And that often means ignoring the author. Reading the latest kerfuffle over Bert and Ernie, I was put in mind of J.K. Rowling’s post-facto “revelation” that Dumbledore was gay, and that he and Gellert Grindewald had been lovers. Predictably, this enraged a good number of homophobic Potter fans; but it also enraged a not-insignificant number of Rowling’s LGBTQ readers, who thought her authorial claim rather weak tea. The revelation of Dumbledore’s sexuality was a not insignificant gesture (at least in terms of the predictable outrage it inspired), but it came across as cowardly after the fact—how much more powerful would it have been to have had queer and out characters represented in the novels?
The point, however, is that even with Rowling’s post-facto intervention, even if we now read the novels with the awareness that “Dumbledore is gay!” in the front of our minds, there is still nothing in the text that supports the author’s assertion—even less, really, than the evidence for Bert and Ernie’s ostensible congress. It is the sort of speculation that has been typified in the question “how many children did Lady Macbeth have?” That was a seriously posed question by readers of Shakespeare for a long time: at one point, Lady Macbeth, to emphasize just how far she’ll go to win the throne, tells her husband:
I have given suck, and know
How tender ’tis to love the babe that milks me.
I would, while it was smiling in my face,
Have plucked my nipple from his boneless gums
And dashed the brains out, had I so sworn as you
Have done to this. (1.7: 62-67)
The suggestion here is that the ostensibly childless Macbeths once had at least one baby—which presumably died, or possibly just spends the entire play offstage in the company of a nanny (lucky kid, if that’s the case). But of course there is nothing else in the play that makes reference to Macbeth and his Lady having children. That does not, however, stop people from speculating: how many children? how many still births, crib deaths, and just where is that nanny anyway?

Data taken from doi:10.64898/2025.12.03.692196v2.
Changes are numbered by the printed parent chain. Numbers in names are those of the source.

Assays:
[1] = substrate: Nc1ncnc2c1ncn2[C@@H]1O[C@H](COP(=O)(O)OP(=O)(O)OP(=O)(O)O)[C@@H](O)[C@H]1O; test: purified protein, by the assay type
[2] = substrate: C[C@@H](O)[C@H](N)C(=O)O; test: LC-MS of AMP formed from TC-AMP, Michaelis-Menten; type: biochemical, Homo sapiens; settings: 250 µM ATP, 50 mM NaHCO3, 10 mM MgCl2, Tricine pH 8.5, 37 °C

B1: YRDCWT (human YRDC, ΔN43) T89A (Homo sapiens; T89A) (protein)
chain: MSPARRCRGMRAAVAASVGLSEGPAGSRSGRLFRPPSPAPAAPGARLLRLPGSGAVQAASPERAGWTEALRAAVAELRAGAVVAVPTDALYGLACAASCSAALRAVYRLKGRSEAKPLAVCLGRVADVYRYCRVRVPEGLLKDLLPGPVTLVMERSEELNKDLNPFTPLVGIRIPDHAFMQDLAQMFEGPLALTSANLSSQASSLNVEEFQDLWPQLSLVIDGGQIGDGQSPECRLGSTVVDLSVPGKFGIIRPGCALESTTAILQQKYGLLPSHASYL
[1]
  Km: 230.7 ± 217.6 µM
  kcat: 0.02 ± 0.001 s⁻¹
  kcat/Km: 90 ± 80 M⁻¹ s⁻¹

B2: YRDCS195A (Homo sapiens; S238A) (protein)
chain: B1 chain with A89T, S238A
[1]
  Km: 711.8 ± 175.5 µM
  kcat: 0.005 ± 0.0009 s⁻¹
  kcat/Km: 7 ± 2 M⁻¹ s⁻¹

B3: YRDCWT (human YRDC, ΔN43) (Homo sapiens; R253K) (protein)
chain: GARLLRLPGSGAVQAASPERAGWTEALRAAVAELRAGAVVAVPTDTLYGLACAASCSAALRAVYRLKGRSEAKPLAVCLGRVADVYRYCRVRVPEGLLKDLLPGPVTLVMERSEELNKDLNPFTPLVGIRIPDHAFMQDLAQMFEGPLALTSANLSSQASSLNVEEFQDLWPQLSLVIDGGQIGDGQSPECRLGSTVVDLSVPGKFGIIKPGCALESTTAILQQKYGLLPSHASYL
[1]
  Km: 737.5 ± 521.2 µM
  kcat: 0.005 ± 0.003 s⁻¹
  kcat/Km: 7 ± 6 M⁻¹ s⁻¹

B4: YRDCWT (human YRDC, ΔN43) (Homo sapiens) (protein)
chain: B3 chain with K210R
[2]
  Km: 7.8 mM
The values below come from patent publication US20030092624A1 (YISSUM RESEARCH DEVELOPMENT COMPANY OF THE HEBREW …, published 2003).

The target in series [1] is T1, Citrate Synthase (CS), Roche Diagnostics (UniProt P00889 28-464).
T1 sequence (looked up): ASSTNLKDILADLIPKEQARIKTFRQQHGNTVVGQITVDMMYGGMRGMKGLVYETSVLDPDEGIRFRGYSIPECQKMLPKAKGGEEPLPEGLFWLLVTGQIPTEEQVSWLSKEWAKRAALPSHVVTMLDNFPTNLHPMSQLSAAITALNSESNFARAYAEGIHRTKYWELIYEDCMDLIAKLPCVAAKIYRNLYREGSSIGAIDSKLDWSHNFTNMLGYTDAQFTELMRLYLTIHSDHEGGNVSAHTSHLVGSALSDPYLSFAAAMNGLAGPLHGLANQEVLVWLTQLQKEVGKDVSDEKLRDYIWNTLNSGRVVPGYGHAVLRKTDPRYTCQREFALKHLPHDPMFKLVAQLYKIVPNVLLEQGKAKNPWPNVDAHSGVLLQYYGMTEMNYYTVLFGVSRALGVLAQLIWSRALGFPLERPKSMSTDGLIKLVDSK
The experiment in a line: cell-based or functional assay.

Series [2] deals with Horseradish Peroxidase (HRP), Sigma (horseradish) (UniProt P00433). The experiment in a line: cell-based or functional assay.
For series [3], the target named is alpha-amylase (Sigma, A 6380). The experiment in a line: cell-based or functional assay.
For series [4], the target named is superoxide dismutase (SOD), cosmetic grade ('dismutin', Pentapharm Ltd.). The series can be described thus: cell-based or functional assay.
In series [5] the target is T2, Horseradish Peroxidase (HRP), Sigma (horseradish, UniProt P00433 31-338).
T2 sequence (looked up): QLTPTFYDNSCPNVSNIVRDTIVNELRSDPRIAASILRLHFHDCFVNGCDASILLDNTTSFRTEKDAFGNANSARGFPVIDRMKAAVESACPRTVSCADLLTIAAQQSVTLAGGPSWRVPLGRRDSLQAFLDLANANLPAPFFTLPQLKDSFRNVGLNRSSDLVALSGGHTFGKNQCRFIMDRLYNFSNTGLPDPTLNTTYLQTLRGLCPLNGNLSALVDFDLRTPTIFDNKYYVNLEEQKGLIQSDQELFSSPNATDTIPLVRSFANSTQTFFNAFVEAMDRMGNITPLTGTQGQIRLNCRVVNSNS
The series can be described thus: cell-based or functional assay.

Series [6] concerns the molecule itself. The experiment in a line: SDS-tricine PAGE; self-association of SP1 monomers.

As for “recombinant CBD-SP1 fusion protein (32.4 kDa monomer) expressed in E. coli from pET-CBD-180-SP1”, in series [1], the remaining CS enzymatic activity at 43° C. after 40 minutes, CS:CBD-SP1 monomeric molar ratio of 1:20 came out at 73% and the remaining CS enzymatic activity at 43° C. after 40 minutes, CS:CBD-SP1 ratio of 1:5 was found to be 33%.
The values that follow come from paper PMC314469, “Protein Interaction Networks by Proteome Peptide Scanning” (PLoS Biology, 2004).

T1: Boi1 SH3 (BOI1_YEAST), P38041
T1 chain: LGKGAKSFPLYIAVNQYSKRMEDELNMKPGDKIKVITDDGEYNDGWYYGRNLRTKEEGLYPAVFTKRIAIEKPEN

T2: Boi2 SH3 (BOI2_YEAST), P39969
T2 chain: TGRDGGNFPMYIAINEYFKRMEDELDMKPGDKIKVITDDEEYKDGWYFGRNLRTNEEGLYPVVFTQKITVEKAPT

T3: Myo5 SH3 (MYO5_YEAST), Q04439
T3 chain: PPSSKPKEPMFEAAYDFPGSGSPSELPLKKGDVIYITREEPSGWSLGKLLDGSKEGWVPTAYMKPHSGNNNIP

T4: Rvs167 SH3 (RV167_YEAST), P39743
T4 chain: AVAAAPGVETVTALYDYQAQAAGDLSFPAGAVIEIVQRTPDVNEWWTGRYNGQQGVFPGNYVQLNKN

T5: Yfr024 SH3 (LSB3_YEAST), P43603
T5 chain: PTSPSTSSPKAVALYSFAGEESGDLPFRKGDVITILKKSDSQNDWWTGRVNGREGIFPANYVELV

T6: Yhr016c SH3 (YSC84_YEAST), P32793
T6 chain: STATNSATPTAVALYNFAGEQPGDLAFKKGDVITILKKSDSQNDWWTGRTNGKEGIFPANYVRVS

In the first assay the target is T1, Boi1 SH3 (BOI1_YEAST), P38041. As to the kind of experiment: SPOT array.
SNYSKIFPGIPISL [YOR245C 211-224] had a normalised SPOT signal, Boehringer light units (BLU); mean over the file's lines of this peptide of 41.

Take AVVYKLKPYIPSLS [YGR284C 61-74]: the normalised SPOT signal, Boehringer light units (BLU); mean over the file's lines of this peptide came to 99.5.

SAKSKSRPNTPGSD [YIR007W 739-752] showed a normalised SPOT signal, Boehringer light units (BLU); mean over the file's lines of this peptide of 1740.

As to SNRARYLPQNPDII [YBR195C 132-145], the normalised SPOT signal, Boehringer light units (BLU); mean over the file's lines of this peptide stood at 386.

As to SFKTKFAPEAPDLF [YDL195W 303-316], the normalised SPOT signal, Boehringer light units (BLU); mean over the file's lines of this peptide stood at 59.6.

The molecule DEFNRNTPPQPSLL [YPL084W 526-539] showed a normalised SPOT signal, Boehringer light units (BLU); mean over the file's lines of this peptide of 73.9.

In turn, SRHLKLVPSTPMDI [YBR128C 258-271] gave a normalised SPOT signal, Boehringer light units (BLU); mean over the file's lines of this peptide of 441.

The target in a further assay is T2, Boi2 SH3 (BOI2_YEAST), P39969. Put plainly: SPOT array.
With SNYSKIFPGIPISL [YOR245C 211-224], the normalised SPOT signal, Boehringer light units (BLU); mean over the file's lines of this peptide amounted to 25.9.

It might seem absurd, but this of course is the stuff of fan fiction. Well before Rowling outed Dumbledore, there were (and still are) endless online iterations, ranging from the modest to the pornographic, imagining the romances and hook-ups between Hogwarts’ usual suspects. I have to imagine there was some Dumbledore slash fiction in that mix. But the thing about fan fiction is that it is extra-textual: which is to say, it is not “canon.” What we have to work with, there, is the text itself … again, something I emphasize to my students.
One might argue that J.K. Rowling is the first and last authority on her own writing, which, if you make that argument to me, I will laugh and laugh and laugh. Since about the mid-20thcentury, literary critics and scholars have discounted authorial authority, recognizing that, to paraphrase Northrop Frye, writers are often mediocre critics of their own writing; but also that, once something is in print, there is not infrequently a desire on the part of the author for further revision. Sometimes new editions are released with changes, and then it’s in the hands of textual scholars (yet another fox hunt). It somehow seems unlikely that Rowling will issue a revised edition of all the Potter books, in which Dumbledore is out and proud.
That being said, this might change, given that the Potterverse is expanding; it is possible that in the new Fantastic Beasts film, in which Jude Law plays a young Dumbledore, we might see more concrete evidence: perhaps he’ll have a boyfriend, or perhaps we’ll see unmistakable sexual tension between him and Grindewald (though given the fact that the latter is played by Johnny Depp, I really hope not).
I do rather doubt it, however. Which is unfortunate.